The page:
“We are called by God to clearly, unequivocally, and completely disassociate ourselves from The Episcopal Church whose recent actions have called into question long-standing Christian beliefs.”
The Rev. Arthur Jenkins, Rector, Saint James Church, James Island (source)

“They left us. You may agree with us about this, or you may find that TEC’s revisions are appropriate. But whatever you believe, those personal opinions should not prevent us – or others – from practicing our faith.”
The Rev. Canon Jim Lewis (source)

January 4, 2013
One of America’s Oldest Dioceses Files Lawsuit to Prevent the Episcopal Church From Seizing Local Parishes and ‘Hijacking’ Their Identities

The Diocese of South Carolina, the Trustees of the Diocese and congregations representing the vast majority of its baptized members today filed suit in South Carolina Circuit Court against The Episcopal Church to protect the Diocese’s real and personal property and that of its parishes.

The suit also asks the court to prevent The Episcopal Church from infringing on the protected marks of the Diocese, including its seal and its historical names, and to prevent the church from assuming the Diocese’s identity, which was established long before The Episcopal Church’s creation.

“We have decided to take this drastic action in order to protect our name and property...It is beyond imagining that The Episcopal Church has announced its intent to take our property and our very identity.”
The Rev. Michael Clarkson, Rector, The Church of Our Saviour, Kiawah, Seabrook and Johns Islands (source)

January 31, 2013
TEC Agrees to Injunction that Prohibits Them From Using Diocese of SC Identity

The Episcopal Church (TEC) opted to forgo court on Friday and not put up a fight as South Carolina Circuit Court Judge Diane S. Goodstein today issued a Temporary Injunction to replace the Temporary Restraining Order she signed on January 23 to block TEC, its continuing parishes, individuals, organizations or any entity associated with it from, using, assuming or adopting, in any way, directly or indirectly, the registered names and the seal or mark of The Protestant Episcopal Church in the Diocese of South Carolina.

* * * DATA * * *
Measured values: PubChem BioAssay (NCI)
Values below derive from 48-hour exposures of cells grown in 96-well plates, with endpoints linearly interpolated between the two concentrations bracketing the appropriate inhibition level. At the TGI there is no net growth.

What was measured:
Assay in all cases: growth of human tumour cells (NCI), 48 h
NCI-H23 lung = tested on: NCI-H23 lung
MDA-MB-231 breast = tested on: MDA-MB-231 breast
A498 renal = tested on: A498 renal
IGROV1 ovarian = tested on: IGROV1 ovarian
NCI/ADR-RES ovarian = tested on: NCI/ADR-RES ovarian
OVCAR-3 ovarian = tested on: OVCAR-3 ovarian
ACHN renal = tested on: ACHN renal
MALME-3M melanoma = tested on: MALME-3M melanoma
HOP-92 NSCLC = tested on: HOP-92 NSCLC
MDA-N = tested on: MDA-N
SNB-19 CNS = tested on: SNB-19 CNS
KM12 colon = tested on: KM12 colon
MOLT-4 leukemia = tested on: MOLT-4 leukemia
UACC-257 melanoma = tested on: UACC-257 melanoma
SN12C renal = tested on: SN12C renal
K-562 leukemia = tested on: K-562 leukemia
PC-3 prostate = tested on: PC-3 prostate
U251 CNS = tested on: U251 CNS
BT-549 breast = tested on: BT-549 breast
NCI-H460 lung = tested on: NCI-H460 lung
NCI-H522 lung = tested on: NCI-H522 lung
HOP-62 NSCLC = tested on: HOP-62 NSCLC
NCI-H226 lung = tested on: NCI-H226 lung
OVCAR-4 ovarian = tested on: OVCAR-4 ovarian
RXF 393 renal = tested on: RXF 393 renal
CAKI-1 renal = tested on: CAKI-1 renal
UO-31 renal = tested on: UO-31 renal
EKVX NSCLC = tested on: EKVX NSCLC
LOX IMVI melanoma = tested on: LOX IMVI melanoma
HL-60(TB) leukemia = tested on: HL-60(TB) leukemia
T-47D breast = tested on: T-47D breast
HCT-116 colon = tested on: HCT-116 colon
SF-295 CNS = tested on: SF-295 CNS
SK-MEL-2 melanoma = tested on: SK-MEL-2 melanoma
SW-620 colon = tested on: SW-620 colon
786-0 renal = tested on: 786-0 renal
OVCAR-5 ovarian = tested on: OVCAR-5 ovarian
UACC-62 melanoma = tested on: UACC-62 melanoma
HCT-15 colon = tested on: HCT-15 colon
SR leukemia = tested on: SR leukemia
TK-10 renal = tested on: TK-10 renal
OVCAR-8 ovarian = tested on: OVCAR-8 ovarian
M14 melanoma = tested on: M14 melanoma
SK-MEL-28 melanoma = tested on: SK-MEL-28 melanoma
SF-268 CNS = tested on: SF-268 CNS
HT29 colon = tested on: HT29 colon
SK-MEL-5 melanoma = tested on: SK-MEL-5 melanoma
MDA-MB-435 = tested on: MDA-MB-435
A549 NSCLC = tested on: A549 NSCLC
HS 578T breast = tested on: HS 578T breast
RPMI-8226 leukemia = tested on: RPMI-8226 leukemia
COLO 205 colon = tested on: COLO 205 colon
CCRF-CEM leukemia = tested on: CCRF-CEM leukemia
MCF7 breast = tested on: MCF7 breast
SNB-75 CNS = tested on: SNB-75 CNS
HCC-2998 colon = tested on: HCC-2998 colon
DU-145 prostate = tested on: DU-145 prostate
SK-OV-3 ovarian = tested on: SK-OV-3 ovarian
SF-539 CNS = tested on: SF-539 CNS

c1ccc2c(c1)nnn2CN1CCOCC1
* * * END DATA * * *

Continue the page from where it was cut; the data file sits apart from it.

“It seems reasonable to expect that we should be able to do this without the threat of having our property taken from us by The Episcopal Church because we refuse to accept innovations which we find repugnant to the Faith once delivered.”
The Very Rev. Peet Dickinson, Dean, The Cathedral of Saint Luke and Saint Paul, Charleston (source)

February 3, 2015
SC Circuit Court Rules Diocese Keeps Historic Property

South Carolina Circuit Court Judge Diane S. Goodstein, ruled that The Diocese of South Carolina, The Trustees of the Diocese and 36 parish churches successfully withdrew from The Episcopal Church in 2012 taking with them all their property, including churches, symbols and other assets. The ruling is the result of a three-week trial last summer in which over 50 witnesses testified.

“At no point in our history has the National Church contributed financially to the building or maintenance of any of our church buildings, facilities, or ministries.”
The Rev. Ken Weldon, Rector, St. John’s Church, Florence (source)

“Many of our parishes and the Diocese of South Carolina pre-date the establishment of The Episcopal Church.”
The Rev. Ken Weldon, Rector, St. John’s Church, Florence (source)

February 23, 2015
Diocese of South Carolina Defends Its Property Against Another Episcopal Church Appeal